Drives and Controls Magazine
OS transforms cobots into ‘intelligent collaborators’
Published:  10 September, 2020

A Californian start-up has announced an AI-based robotics OS (operating system) that, it claims, will transform collaborative robots (cobots) into intelligent co-workers on manufacturing floors. After two years of r&d – including installations at major automotive manufacturers – Qobotix has unveiled its technology designed to make robots smarter and self-learning.

Powered by proprietary AI (artificial intelligence), machine vision and kinematics, the Qobotix OS co-ordinates industrial automation systems with cobots. Its plug-and-play technology allows intelligent factory systems to perform complex tasks that previously required humans. The company is also offering complete robot stations that can be deployed rapidly for a variety of tasks on production lines.

Qobotix asserts that its technology will allow manufacturers to boost productivity, cut costs and simplify processes such as inspection, picking, packing and assembly. Its Qobotix Cloud offers a factory management platform with a centralised repository of work intelligence that can be shared between machines to manage production analytics and to assess robot performance.

Qobotix is seeking early adopters for its technology and aims to supply 20-50 robot stations during its first year, with deployment, training and testing being completed in one day.

The company is the brainchild of Avi Reichental, a 3D printing pioneer, Egor Korneev, an entrepreneur and machine learning and vision systems pioneer, and George Votis, the chairman, CEO and founder of the US machinery manufacturer, Galt Industries. They spotted what they think is a gap in the market and decided to develop their own technology with the aim of bringing vision and intelligence to collaborative robots, and freeing humans from repetitive tasks.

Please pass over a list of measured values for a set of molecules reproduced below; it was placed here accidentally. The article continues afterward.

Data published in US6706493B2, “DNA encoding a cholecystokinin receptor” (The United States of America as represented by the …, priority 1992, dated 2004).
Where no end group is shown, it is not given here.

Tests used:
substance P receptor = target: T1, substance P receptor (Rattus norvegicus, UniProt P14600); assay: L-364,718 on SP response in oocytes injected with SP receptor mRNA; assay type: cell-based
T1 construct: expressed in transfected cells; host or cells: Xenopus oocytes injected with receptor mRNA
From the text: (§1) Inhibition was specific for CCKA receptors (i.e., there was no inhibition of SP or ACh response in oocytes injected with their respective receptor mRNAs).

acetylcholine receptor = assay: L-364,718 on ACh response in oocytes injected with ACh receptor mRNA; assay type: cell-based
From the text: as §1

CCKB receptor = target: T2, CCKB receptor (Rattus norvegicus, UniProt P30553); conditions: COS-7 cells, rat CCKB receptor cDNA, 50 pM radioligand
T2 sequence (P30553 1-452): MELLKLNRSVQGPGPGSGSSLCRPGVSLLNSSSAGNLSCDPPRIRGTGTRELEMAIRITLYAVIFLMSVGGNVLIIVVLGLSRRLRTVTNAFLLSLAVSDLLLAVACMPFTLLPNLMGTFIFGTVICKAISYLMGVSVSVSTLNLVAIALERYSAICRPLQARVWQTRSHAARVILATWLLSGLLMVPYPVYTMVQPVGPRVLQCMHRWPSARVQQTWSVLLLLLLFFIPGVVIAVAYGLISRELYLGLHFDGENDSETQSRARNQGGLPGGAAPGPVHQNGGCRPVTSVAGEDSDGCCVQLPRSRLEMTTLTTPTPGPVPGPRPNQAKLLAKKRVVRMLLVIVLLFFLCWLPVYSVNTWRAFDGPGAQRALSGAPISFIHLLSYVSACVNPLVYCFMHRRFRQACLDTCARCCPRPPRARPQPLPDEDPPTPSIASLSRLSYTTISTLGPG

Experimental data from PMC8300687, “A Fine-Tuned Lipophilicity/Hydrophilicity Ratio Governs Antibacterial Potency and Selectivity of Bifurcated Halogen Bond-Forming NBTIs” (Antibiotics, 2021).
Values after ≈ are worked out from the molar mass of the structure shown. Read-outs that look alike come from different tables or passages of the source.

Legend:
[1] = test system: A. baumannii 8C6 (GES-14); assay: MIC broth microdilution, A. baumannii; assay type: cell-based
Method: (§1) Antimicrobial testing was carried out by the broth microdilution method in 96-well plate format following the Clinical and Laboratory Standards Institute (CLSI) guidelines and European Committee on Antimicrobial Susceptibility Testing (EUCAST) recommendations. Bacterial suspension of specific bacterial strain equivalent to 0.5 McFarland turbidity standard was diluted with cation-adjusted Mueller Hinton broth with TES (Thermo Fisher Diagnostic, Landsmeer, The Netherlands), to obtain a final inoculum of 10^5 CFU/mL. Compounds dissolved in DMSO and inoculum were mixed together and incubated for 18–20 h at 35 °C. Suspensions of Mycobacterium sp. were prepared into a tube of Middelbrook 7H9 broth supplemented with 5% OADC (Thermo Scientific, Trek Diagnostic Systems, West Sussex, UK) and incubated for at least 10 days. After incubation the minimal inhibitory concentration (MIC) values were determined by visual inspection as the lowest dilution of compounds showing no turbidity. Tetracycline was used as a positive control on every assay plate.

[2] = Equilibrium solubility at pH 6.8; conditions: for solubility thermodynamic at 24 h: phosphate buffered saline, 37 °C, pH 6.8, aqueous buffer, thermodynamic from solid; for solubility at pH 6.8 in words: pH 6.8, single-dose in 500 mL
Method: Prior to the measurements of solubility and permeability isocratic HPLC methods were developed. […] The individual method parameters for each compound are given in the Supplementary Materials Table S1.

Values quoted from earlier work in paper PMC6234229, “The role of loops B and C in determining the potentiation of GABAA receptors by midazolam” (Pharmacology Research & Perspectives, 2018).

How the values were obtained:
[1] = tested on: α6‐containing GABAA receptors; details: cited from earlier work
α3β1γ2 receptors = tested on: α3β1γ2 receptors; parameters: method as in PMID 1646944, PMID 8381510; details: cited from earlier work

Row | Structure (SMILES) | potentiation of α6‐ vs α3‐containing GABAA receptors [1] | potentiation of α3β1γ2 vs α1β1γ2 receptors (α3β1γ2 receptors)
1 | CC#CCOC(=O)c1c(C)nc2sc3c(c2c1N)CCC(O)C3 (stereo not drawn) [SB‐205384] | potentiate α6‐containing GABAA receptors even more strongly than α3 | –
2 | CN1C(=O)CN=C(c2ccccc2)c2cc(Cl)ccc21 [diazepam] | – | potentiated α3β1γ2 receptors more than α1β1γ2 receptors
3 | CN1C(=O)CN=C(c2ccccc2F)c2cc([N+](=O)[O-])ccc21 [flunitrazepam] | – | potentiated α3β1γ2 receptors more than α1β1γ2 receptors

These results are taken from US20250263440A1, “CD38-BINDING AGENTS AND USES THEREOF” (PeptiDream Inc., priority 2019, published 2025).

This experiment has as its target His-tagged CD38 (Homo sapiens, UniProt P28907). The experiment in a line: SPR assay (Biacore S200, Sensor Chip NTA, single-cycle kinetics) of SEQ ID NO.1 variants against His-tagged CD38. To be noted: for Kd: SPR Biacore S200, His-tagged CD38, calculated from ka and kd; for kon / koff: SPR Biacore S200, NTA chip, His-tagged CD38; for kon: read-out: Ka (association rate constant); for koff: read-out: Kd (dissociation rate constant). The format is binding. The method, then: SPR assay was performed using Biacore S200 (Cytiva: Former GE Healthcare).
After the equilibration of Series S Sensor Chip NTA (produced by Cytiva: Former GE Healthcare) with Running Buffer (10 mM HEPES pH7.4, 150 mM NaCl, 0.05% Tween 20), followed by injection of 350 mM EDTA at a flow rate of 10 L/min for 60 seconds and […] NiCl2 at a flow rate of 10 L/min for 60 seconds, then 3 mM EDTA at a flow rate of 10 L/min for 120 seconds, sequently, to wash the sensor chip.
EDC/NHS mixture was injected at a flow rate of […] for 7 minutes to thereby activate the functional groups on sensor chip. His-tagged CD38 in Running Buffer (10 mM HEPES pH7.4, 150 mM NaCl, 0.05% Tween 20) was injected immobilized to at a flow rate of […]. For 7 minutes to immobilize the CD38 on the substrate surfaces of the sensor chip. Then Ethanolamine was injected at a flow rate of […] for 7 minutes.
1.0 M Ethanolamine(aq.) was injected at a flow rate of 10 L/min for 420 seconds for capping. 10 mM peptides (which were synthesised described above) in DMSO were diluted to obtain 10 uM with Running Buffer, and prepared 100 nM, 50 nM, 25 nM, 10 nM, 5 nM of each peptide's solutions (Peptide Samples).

“During our many years involved in industrial manufacturing, we experienced robots that were meant to be collaborative and quickly concluded they were not like that at all – they couldn’t see or hear, and they were very inflexible,” says Reichental.

“Our aim is to take robotics out of the late 1990s,” adds CEO Korneev. “In the early 2000s, hardware companies dominated the mobile phone and device markets and the mobile applications ecosystem was weak with no common OS options. The advent of iOS and Android led to an explosion in mobile software applications based on open OS platforms. We are now in a similar place with cobots with Qobotix offering a universal operating system for industrial robots driven by AI as a platform for automation applications.”

Qobotix claims that its operating system will boost productivity and lower costs for existing cobots, as well as delivering flexibility to manufacturing processes

One of Qobotix’s claimed innovations is that it enables robots to learn independently – unlike existing industrial robots that are pre-programmed to perform one task, humans can train robots by interacting with them and robots can learn from other robots. This allows robots to be programmed in hours or days, rather than weeks. Users can deploy robots faster, with more flexibility, to perform functions with accelerated human-machine collaboration, allowing humans to take on other roles.

Qobotix’s launch comes as the Covid-19 pandemic is shaking up supply chains. Companies are re-examining their reliance on repetitive production performed offshore, and seeking more flexible, localised manufacturing. Qobotix says it can help companies meet the challenge of becoming better equipped to meet these new conditions and move away from inflexible factory designs and manufacturing processes. Using its technology, factories can use cobots to switch more easily and quickly between projects, produce at a high volume for shorter times, and keep workers safe through social distancing.

“Qobotix marks a milestone in the manufacturing and services industries,” argues Reichental. It “changes the game for manufacturing and services by eliminating time-consuming processes such as programming to significantly lower costs and increase output. This presents a huge opportunity for all manufacturers in their everyday operations.”

“Qobotix offers a strong return on investment by freeing up people for higher level tasks,” adds Votis. “With Qobotix, robots can more easily collaborate with each other, and allow manufacturers to deploy production stations within different production lines each day, saving time and costs while boosting productivity.”